Manhattan Project veteran Ralph Gates (far right) celebrates Christmas in 1945. Gates contributed to the Voices of the Manhattan Project, a storytelling project launched by the Atomic Heritage Foundation and Los Alamos Historical Society.
WASHINGTON, D.C. – A year out of high school in 1944, Nashville native Colleen Black joined the Manhattan Project at the Oak Ridge site in Tennessee. Her parents and other family members were also working on the secretive project to help the war effort.
A former leak test operator, Black was one of many young women who adapted to wearing pants, climbing around pipes and training to operate things like mass spectrometers. She is just one of the many people to tell her piece of history for the Voices of the Manhattan Project.
This storytelling initiative is spearheaded by the Atomic Heritage Foundation and Los Alamos Historical Society. It captures the experiences of Manhattan Project workers, their families and people who lived in the area of sites like Oak Ridge, Hanford and Los Alamos. These oral histories weave tales about espionage, women in science, diversity and debates about using atomic bombs.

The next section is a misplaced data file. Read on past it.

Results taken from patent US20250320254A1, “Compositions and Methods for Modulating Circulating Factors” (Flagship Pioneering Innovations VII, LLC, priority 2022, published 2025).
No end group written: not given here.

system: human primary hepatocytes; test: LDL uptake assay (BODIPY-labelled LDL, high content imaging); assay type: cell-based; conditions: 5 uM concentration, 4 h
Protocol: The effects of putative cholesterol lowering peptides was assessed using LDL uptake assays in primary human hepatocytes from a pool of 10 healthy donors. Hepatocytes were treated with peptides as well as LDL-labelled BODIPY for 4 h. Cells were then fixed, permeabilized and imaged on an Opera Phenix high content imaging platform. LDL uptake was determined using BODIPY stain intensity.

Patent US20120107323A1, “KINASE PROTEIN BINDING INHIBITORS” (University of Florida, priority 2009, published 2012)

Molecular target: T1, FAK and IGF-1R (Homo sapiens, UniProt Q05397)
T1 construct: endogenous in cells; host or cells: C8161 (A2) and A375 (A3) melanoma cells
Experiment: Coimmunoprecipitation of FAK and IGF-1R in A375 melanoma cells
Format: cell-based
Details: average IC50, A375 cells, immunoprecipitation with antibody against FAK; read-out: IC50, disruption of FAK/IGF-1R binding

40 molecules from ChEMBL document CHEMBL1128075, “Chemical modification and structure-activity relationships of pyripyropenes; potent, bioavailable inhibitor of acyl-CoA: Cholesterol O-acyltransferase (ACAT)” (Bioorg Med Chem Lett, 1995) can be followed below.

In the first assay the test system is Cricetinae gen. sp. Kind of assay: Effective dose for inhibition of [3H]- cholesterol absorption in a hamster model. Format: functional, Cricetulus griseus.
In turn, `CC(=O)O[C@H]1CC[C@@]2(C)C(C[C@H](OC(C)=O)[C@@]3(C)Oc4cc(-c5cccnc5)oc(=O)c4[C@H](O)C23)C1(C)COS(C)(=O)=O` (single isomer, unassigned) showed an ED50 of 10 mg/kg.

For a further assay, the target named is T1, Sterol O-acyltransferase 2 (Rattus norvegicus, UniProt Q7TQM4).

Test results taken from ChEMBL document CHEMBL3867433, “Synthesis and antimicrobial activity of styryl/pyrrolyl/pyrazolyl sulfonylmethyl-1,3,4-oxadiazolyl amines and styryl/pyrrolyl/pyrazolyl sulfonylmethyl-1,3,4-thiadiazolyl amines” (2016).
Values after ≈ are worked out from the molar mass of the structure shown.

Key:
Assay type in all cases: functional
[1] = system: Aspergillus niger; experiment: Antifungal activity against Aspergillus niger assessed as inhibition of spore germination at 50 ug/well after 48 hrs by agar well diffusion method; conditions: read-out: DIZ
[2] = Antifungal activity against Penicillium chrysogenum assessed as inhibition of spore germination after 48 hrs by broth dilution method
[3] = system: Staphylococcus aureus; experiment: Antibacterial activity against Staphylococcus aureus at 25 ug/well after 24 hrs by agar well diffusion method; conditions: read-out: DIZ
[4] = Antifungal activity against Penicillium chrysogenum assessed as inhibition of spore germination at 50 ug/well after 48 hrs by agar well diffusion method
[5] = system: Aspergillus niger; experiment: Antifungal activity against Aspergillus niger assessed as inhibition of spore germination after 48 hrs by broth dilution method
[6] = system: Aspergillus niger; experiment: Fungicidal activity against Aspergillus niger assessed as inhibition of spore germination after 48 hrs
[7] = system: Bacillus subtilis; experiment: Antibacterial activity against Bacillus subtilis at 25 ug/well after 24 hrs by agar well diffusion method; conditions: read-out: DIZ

EM’s mission is to complete the safe cleanup of nuclear waste, materials and facilities generated by the Manhattan Project and Cold War. Congress is considering legislation that would incorporate the historic Manhattan Project sites into the national park system.
Below are a few of the dozens of volunteers who have so far contributed oral histories to Voices of the Manhattan Project. Listen to their histories in detail at the project's website.
In 1950, Paul Vinther arrived in Hanford, where he worked as a physicist and reactor operator. In his oral history for the project, Vinther discusses, among other things, many of the safety measures put in place to protect workers.
Veronica Taylor is a member of the Nez Perce Tribe and grew up along the Columbia River near the Manhattan Project site at Hanford. In her oral history, Taylor discusses unique aspects of Nez Perce life and describes some of the customs practiced by the Tribe. Taylor describes some of the programs designed to help future generations rediscover some of the land and cultural traditions that were lost as a result of the Manhattan Project.
Donald Trauger became involved in the Manhattan Project at Columbia University, where he worked on the gaseous diffusion process. In his interview, Trauger discusses the science of isotope separation, among other topics.